I was really missing a morning treat to go with our coffee, and this recipe on the side of the Dutch-processed cocoa powder box fit the bill. They are not very sweet but they are chocolatey.

Toasted Pecan Cocoa Biscotti
(from the Dorval cocoa powder box)

1/2 cup Dutch processed cocoa powder
1 3/4 cups all-purpose flour
1 T. instant espresso powder
1 t. baking soda
1/4 t. salt
2 large eggs, at room temperature
1/2 cup unsalted butter, softened, at room temperature
1 1/2 t. vanilla extract
3/4 cup white sugar
1 cup chopped pecans, toasted

Preheat the oven to 350 degrees, and line a large cookie rimmed sheet with parchment paper.
Toast the pecans, either in the toaster oven, or in the oven, or in a large skillet on the stove top, until fragrant but not dark.  (3-4 minutes in my toaster oven. Watch them carefully.) Break them into large pieces, or chop roughly.  Set aside to cool.
In a bowl, sift together cocoa, flour, espresso powder, baking soda and salt.
In a larger bowl, using an electric mixer, combine eggs, butter and vanilla until well blended.  Turn mixer to low and slowly add the sugar.

Then gradually (a 1/2 cup or so at a time) add the flour mixture, mixing well after each addition.

Mix in the toasted pecans.  (Make sure they are cool.)

(The batter will be stiff.)
On a floured surface, (turn out the dough)
and divide it in two logs (as equally sized as possible and flattened on top.)
Place them on the parchment paper lined baking sheet, allowing for enough space for the dough to expand as it bakes.
Bake for approximately 35-40 minutes until firm to the touch. (Wish I had taken mine out sooner.)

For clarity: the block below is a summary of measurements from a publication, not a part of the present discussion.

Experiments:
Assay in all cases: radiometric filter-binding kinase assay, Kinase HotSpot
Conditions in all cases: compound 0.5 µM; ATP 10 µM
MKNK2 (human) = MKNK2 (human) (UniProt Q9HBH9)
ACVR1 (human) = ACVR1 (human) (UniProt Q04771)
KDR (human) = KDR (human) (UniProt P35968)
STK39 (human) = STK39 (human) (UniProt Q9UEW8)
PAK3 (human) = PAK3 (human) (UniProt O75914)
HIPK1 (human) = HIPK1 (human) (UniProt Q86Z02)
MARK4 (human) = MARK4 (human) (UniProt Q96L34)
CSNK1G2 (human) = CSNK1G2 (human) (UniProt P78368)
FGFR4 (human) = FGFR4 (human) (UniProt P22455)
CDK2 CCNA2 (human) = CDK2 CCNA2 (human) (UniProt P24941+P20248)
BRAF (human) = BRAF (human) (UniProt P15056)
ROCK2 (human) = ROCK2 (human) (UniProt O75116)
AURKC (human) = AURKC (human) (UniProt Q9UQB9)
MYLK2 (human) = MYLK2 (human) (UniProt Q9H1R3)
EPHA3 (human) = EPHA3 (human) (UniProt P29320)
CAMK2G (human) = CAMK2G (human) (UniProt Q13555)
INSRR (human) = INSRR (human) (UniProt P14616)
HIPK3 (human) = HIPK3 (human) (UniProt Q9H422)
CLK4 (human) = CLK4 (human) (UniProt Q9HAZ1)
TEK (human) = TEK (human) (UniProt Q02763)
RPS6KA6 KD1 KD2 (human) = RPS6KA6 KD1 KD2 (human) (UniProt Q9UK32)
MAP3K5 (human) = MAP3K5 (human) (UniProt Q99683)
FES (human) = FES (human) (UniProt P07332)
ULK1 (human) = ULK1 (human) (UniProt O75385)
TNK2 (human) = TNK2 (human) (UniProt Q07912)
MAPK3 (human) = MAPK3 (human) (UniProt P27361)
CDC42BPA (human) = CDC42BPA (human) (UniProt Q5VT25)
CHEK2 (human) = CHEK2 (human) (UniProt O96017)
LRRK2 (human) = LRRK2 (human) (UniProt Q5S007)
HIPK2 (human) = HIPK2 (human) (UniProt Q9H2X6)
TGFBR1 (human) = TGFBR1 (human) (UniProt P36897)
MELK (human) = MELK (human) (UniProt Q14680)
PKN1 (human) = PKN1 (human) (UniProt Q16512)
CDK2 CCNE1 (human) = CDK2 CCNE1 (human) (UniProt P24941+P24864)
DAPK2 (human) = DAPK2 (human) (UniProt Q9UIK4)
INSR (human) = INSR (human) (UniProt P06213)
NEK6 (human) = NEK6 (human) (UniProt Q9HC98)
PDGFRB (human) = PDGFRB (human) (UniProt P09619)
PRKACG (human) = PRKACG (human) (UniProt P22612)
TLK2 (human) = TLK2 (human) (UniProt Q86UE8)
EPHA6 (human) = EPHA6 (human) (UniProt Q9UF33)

Remove from the oven and cool on a wire rack for about 10 minutes.
Using a serrated knife, slice the logs into pieces approximately 3/4 inch thick.
Place back on the baking sheet with pieces standing upright and bake for another 20 minutes (checking after 10, and then again at 15) or until the desired crispness.

Remove from oven and allow to cool on a wire rack.
These biscotti are the dry-style of biscotti.  Best with coffee or red wine.

B

Friday, February 3, 2017

Brussels Sprouts with Balsamic Vinegar, Pine Nuts and Parmesan by Tom



Roasted Brussels Sprouts Drizzled with Balsamic Vinegar, Sprinkled with Pine Nuts and Shaved Parmesan

On a recent trip to Toledo to visit my parents, we stopped for dinner at a restaurant called Revolution Grill.  The name highlights the fact that the menu changes frequently, or revolves, around whatever is freshly available that day.

But one dish per our waiter that does not change is their roasted Brussels sprouts appetizer.  He said people come just for that dish.  With a recommendation like that, we just had to try them.  They were really good!

The Brussels sprouts themselves were roasted and then a drizzle of good balsamic vinegar coated them.  Added to the dish were pine nuts and freshly shaved Parmesan cheese.  It was delicious.  But I detected a hint of hoisin sauce and some sweetness, although it was denied by our waiter.